“On April 1, hardly any states, counties, hospitals, or private labs had released the racial demographics of the people who had been tested for, infected with, hospitalized with, or killed by COVID-19. Five days later, citing racial disparities in infection or death rates from five states or counties and the racial demographics of the worst coronavirus hot spots, I speculated that America was facing a racial pandemic within the viral pandemic. But we needed more racial data to know for sure.”

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Yes, this virus discriminates, because we still do

By Rod Watson
Reposted from Buffalo News
April 1, 2020

“In fact, many of the same health disparities that disproportionately affect African Americans are the very same health conditions that make a person more susceptible to severe illness from Covid-19.”

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Black Businesses Left Behind in Covid-19 Relief

By Natalie Hopkinson and Andre Perry
Reposted from CityLab
March 30, 2020

The Coronavirus Aid, Relief, and Economic Security Act (Cares) package is an attempt to offset an impending recession caused by mandated and voluntary social distancing, which will last until at least April 30. Congress should also pass a relief package for people who’ve suffered from the de jure and de facto social distancing of racial segregation, which still sets African Americans apart from white people today on both a spatial and economic basis.”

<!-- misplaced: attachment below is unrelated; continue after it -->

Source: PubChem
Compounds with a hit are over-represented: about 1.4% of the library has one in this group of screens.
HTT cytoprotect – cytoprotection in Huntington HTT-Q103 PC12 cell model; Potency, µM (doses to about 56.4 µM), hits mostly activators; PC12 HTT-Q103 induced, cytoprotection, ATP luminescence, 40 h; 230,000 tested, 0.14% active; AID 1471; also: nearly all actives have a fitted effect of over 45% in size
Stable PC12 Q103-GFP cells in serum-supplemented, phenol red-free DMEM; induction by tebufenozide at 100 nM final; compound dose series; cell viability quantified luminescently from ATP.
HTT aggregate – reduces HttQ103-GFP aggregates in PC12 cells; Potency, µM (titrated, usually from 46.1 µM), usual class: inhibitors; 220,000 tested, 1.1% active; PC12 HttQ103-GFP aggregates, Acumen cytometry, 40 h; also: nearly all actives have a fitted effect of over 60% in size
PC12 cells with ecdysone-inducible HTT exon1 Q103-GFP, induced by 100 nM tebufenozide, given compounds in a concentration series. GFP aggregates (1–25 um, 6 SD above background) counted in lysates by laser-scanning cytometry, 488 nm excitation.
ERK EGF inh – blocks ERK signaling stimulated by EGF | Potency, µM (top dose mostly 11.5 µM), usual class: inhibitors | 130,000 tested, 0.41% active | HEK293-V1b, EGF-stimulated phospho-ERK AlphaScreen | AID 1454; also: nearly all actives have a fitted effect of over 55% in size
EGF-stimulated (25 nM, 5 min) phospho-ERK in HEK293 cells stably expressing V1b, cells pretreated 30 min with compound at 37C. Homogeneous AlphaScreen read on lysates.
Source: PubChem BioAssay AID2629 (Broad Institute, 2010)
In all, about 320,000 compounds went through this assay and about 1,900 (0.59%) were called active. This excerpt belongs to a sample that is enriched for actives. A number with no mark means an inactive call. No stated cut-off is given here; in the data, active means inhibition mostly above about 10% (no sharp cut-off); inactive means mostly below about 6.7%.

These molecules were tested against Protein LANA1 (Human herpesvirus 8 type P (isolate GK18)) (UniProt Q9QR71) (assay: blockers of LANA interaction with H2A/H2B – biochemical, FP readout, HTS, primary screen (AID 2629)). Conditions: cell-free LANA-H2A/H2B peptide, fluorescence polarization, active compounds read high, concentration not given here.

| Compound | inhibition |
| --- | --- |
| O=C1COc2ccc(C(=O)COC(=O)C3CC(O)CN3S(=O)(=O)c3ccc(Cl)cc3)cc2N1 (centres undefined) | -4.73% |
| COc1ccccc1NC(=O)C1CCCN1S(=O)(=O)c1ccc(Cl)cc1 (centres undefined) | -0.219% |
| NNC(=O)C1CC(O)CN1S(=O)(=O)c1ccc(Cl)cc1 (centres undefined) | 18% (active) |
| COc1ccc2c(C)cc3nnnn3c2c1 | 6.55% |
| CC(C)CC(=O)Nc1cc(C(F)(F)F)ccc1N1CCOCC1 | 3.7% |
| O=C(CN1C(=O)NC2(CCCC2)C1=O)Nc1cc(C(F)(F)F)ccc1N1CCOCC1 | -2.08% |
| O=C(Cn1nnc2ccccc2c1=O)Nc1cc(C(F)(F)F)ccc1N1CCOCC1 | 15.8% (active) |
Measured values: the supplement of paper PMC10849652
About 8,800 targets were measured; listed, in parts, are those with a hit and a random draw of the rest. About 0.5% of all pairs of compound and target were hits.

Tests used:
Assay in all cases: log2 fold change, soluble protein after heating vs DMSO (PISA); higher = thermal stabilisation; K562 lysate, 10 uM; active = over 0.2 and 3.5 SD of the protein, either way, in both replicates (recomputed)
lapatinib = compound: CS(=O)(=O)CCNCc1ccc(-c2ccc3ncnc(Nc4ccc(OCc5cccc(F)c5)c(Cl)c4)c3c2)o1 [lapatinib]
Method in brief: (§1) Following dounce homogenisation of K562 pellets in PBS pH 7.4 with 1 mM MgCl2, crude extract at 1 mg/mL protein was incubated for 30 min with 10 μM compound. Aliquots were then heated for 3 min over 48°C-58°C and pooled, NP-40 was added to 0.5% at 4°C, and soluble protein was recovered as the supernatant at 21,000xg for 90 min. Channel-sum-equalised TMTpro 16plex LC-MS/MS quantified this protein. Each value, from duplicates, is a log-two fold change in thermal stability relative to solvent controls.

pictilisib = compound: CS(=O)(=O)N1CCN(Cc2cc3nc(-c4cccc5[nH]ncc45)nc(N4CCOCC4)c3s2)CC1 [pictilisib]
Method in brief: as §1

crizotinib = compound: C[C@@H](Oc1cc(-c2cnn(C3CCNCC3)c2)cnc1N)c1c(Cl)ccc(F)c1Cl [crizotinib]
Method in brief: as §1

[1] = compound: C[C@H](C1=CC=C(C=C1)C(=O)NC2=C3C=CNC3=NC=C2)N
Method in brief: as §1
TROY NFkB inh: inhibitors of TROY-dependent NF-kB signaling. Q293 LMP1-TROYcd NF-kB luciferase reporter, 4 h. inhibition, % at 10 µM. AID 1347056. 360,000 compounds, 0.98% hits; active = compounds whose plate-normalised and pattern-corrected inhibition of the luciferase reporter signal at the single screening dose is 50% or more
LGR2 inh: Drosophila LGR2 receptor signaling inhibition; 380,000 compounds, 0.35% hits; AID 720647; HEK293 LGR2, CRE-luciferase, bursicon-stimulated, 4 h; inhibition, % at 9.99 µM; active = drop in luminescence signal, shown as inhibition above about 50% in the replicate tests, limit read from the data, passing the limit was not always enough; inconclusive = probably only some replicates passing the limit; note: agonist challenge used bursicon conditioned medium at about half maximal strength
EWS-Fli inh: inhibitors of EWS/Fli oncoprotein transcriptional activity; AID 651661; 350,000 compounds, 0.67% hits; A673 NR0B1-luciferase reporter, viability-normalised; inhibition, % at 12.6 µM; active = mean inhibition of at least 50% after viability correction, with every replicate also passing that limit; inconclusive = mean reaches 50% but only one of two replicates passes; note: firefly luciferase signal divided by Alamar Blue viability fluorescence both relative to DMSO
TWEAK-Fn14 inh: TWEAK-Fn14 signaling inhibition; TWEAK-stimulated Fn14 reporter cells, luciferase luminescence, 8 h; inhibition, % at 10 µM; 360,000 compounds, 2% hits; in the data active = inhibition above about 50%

[Read more]


Spain’s Hospitals Have Suffered Death by a Thousand Cuts

By Brais Fernández
Reposted from Jacobin
March 30, 2020

“Spain’s requisitioning of private hospitals is a fine example of government mobilization to deal with the COVID-19 outbreak. Yet the country’s overwhelmed wards also show how neoliberal policies have chipped away at public health care — starving hospitals of resources while siphoning them off to paid-for alternatives.”

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A Green Stimulus Plan for a Post-Coronavirus Economy

By Brentin Mock
Reposted from CityLab
March 24, 2020

“If we’re going to recover from the coronavirus pandemic, then let’s do it in a way that shakes up the status quo. This is the message that a group of U.S. economists, professors, and veterans of the last financial crisis sent in a letter to Congress yesterday asking for “green stimulus” legislation to jump-start the economy in a way that controls for climate change and poverty.”

[Read more]


How Coronavirus Affects Black People: Civil Rights Groups Call Out Racial Health Disparities

By Royce Dunmore
Reposted from Newsone
March 13, 2020